• Sharon Elaine Calnan says:

        @ Millie R, thank you for your remarks. So sorry for your losses especially your Mom. You understand me and my response to Mr. O’leary’s comments. Yes, I am aware some who have gone through losses such as these may not be able to tolerate watching such a movie and that is as it should be. All should grieve as they must. However, that said it goes for all. So allow us our feelings about this movie and don’t say there is something wrong with us if we were touched by it. It was a very well made movie and the acting was extremely well done, not that I am surprised with the caliber of the actors in this movie. I think it likely that this movie will be inspire intense but appreciative feelings after having watched it for most.

      • Millie R. says:

        @ Sharon ~ I also loved this movie. Even though it made me cry, thinking of my Mom who passed away 4 years ago on Christmas Eve and losing my husband in April of this year. Also others I’ve lost in the past few years, even though they are in a better place now.

  13. Cr says:

    It’s always a bad sign when you know exactly how the movie will play out 30 seconds in. I thought Cheri Oteri was funny and she’s the only reason I kept watching.

    • Sherrie Reeves Fry says:

      Thank you, Sharon, for your absolute, to the point words. Yes it was perfect for Christmas. Death is not pretty, funny or entertaining but many times the “heart” of a person/persons come out at this time. We had to watch my Daddy die 14 days before Christmas…a healthy, life loving man cut down at 85 years old when he should have been getting ready for a holiday he loved spending with his “girls” and our Mother. Thank you Hallmark, for your movies. I love them all and look forward to each and every one!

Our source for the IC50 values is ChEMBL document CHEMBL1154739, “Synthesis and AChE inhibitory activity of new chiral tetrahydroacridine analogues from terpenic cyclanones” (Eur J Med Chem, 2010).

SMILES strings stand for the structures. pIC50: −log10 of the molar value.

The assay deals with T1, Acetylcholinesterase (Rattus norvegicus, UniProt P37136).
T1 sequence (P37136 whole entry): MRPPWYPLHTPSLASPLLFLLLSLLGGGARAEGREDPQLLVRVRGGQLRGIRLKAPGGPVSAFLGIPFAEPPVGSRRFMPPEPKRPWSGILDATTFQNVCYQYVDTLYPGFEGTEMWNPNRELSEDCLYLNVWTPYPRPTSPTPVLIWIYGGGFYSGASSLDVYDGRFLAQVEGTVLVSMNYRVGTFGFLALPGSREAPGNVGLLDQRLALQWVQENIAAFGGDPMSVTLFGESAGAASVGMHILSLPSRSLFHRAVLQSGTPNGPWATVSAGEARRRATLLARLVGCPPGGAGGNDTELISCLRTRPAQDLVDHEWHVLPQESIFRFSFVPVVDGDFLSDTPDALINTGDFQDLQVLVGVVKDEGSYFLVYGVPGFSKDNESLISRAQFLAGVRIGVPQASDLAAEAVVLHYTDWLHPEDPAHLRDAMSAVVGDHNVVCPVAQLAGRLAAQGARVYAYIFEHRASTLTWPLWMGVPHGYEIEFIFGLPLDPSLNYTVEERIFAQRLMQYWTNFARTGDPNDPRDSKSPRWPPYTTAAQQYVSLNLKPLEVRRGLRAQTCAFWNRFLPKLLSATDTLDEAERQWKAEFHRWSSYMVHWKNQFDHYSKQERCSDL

• Sharon Elaine Calnan says:

        Thank you Sherrie Reeves Fry for your reply. I am very sorry for your loss. Luckily my parents at 79 for my Mom and 80 for my Dad are still alive. Both have had significant and numerous health issues. My Dad a month ago had what was termed “a minor stroke” and although very light has left him with weakness on one side and brought a pretty robust man to reduced mobility and unable to drive anymore something very hard for such an independent man. My Mom has diabetes for several years now among other problems so I am well aware I may not have either much longer. I must prepare myself. However, one can never completely be prepared for such a loss so I thank you for your words which must have been very hard to compose. Seeing this movie was difficult because of our other losses but it perfectly depicted not only the deep sadness of this situation but the magnified love all involved feel. Nothing is quite so eye opening as to what is truly important in anyone’s life as losing a loved one. Makes much insignificant and loving each other paramount. Intense but beautiful in it’s own way as this movie was. i have been inspired by the quality of Hallmark Movies in their honesty and I trust them for being the best at telling the human story. I have yet to be disappointed and most certainly not with this movie. Again, I recommend it to all.

  14. Kim says: